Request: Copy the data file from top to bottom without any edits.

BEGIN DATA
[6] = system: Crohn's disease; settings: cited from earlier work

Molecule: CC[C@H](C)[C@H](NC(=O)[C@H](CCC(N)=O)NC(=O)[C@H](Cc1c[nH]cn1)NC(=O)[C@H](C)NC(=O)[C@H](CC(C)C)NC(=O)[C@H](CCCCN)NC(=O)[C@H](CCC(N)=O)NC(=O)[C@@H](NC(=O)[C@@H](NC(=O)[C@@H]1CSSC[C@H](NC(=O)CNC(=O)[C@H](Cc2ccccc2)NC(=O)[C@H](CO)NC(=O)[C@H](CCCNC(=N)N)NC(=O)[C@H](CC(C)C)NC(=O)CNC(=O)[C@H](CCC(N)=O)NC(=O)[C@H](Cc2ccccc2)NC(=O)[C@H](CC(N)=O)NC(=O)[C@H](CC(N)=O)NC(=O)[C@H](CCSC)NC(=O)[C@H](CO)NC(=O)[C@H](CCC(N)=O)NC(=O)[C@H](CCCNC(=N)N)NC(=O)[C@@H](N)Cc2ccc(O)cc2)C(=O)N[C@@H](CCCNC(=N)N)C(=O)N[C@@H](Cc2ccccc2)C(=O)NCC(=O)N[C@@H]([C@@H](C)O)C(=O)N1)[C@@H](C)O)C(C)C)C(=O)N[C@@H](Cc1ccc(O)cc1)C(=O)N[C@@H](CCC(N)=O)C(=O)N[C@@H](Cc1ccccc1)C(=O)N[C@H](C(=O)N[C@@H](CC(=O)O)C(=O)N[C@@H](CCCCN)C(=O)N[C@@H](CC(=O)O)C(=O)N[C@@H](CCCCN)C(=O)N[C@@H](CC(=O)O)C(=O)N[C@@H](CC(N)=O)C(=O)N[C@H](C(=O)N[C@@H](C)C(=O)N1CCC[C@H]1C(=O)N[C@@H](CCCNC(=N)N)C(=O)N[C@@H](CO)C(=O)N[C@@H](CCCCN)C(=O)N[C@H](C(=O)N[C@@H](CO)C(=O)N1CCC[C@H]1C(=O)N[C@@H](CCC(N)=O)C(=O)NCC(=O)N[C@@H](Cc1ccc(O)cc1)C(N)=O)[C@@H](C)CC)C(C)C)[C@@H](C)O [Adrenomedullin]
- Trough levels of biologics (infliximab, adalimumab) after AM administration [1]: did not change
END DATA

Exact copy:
[6] = system: Crohn's disease; settings: cited from earlier work

Molecule: CC[C@H](C)[C@H](NC(=O)[C@H](CCC(N)=O)NC(=O)[C@H](Cc1c[nH]cn1)NC(=O)[C@H](C)NC(=O)[C@H](CC(C)C)NC(=O)[C@H](CCCCN)NC(=O)[C@H](CCC(N)=O)NC(=O)[C@@H](NC(=O)[C@@H](NC(=O)[C@@H]1CSSC[C@H](NC(=O)CNC(=O)[C@H](Cc2ccccc2)NC(=O)[C@H](CO)NC(=O)[C@H](CCCNC(=N)N)NC(=O)[C@H](CC(C)C)NC(=O)CNC(=O)[C@H](CCC(N)=O)NC(=O)[C@H](Cc2ccccc2)NC(=O)[C@H](CC(N)=O)NC(=O)[C@H](CC(N)=O)NC(=O)[C@H](CCSC)NC(=O)[C@H](CO)NC(=O)[C@H](CCC(N)=O)NC(=O)[C@H](CCCNC(=N)N)NC(=O)[C@@H](N)Cc2ccc(O)cc2)C(=O)N[C@@H](CCCNC(=N)N)C(=O)N[C@@H](Cc2ccccc2)C(=O)NCC(=O)N[C@@H]([C@@H](C)O)C(=O)N1)[C@@H](C)O)C(C)C)C(=O)N[C@@H](Cc1ccc(O)cc1)C(=O)N[C@@H](CCC(N)=O)C(=O)N[C@@H](Cc1ccccc1)C(=O)N[C@H](C(=O)N[C@@H](CC(=O)O)C(=O)N[C@@H](CCCCN)C(=O)N[C@@H](CC(=O)O)C(=O)N[C@@H](CCCCN)C(=O)N[C@@H](CC(=O)O)C(=O)N[C@@H](CC(N)=O)C(=O)N[C@H](C(=O)N[C@@H](C)C(=O)N1CCC[C@H]1C(=O)N[C@@H](CCCNC(=N)N)C(=O)N[C@@H](CO)C(=O)N[C@@H](CCCCN)C(=O)N[C@H](C(=O)N[C@@H](CO)C(=O)N1CCC[C@H]1C(=O)N[C@@H](CCC(N)=O)C(=O)NCC(=O)N[C@@H](Cc1ccc(O)cc1)C(N)=O)[C@@H](C)CC)C(C)C)[C@@H](C)O [Adrenomedullin]
- Trough levels of biologics (infliximab, adalimumab) after AM administration [1]: did not change